First Peoples of the Plains lecture, family event to be Oct. 10, 12

Released on 09/29/2014, at 2:00 AM
Office of University Communications
University of Nebraska–Lincoln

WHEN: Friday, Oct. 10, 2014, through Oct. 12, 2014

WHERE: Sheldon Museum of Art, 12th and R Streets; International Quilt Study Center and Museum, 1523 N. 33rd Street

Lincoln, Neb., September 29th, 2014 —
Virginia Driving Hawk Sneve
Virginia Driving Hawk Sneve
Gena Timberman
Gena Timberman

            The University of Nebraska State Museum will welcome author and educator Virginia Driving Hawk Sneve and attorney Gena Timberman for the second annual Claire M. Hubbard First Peoples of the Plains Lecture on Oct. 10 at the Sheldon Museum of Art, 12th and R streets.

            Both speakers are highlighted in the University of Nebraska-Lincoln College of Journalism and Mass Communication's Native Daughters project -- a collection of stories, profiles and multimedia projects about a diverse group of Native women.

            The lecture and surrounding events are made possible by contributions from Dr. Anne M. Hubbard and the Claire M. Hubbard Foundation. The goal is to help advance the understanding and appreciation of the cultural heritage of the First Peoples of the Plains.

            All the Hubbard Lecture events during the weekend are free and open to the public.  The public welcome reception will be 6-7 p.m. Oct. 10 in the Sheldon Great Hall. Sneve and Timberman will deliver their presentations beginning at 7 p.m. in the Sheldon's Ethel S. Abbott Auditorium. Sneve will deliver "From Myth to Reality", a discussion of native daughters' adaptability over time. Timberman's lecture is "The Vehicles Through Which we Speak: Cultural Programs and the Value they Bring to our Lives." Judi gaiashkibos, executive director of the Nebraska Commission on Indian Affairs, will moderate a question-and-answer discussion with the audience following the lectures.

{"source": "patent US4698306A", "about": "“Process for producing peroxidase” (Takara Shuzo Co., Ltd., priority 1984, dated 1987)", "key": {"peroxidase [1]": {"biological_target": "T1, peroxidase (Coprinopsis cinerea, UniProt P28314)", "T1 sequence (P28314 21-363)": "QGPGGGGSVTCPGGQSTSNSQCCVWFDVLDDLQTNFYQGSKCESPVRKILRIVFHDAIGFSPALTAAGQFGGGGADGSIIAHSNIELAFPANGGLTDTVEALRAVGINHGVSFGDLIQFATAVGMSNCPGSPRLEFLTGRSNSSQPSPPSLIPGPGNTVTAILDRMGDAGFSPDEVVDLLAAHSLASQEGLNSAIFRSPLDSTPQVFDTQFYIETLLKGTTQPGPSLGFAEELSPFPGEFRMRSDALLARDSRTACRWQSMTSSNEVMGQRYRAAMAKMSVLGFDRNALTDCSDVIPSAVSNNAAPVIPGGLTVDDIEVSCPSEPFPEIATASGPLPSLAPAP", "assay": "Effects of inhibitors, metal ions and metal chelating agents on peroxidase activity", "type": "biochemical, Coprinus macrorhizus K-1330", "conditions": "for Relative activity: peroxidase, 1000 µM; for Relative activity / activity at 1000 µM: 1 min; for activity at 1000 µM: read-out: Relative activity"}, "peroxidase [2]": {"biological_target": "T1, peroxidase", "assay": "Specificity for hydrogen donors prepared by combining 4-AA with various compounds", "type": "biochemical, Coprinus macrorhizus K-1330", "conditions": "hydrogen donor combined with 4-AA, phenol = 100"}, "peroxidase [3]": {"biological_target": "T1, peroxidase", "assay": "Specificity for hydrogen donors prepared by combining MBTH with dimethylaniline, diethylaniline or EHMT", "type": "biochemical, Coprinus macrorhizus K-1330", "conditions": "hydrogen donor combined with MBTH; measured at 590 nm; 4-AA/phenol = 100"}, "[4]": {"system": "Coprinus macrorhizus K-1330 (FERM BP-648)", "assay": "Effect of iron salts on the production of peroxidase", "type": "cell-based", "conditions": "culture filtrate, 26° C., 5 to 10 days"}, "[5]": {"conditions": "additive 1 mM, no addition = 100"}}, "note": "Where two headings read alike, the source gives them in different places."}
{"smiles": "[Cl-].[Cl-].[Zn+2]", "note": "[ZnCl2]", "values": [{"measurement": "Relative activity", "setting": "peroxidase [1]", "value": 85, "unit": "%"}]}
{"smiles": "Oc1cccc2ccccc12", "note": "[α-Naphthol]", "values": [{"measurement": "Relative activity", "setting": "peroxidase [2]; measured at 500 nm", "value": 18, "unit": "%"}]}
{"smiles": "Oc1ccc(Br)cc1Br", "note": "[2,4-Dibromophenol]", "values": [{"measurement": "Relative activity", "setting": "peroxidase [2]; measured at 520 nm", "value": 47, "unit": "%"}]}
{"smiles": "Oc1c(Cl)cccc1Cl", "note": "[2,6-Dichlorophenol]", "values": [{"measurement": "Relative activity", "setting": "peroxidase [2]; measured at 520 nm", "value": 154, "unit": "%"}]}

"We are very grateful to Dr. Anne Hubbard for her generous gift in memory of her mother, Claire M. Hubbard, to endow this Native American lecture series for the University," said Patricia Grew, director of the NU State Museum. "The Hubbard sponsorship makes it possible to bring these distinguished visitors to campus and to offer free public admission to these events."

            Sneve, who lives in Rapid City, S.D., is an enrolled member of the Rosebud Sioux Tribe. She has published 25 books, most recently "Standing Bear of the Ponca" (University of Nebraska Press).

            Timberman is a member of the Choctaw Nation of Oklahoma and lives in Oklahoma City. She is president of the board of directors of the Oklahoma Museums Association and is principal of the Luksi Group.

            In conjunction with the lecture, the International Quilt Study Center and Museum will host free family activities and a Native quilt exhibit from 1-4 p.m. Oct. 12. "Native American Star Quilts" will be on display Sept. 30-Oct. 12 in Quilt House's First Floor Gallery.

            "The International Quilt Study Center and Museum is excited to partner with the Hubbard Lecture First Peoples of the Plains, because it allows us to showcase spectacular examples of Native American quilts and quiltmaking traditions," said Leslie Levy, Ardis and Robert James Executive Director of Quilt House. "These pieces are truly gems of our collection, and we are delighted to share them with our community as part of this series."

Writer: Mandy Haase-Thomas, University of Nebraska State Museum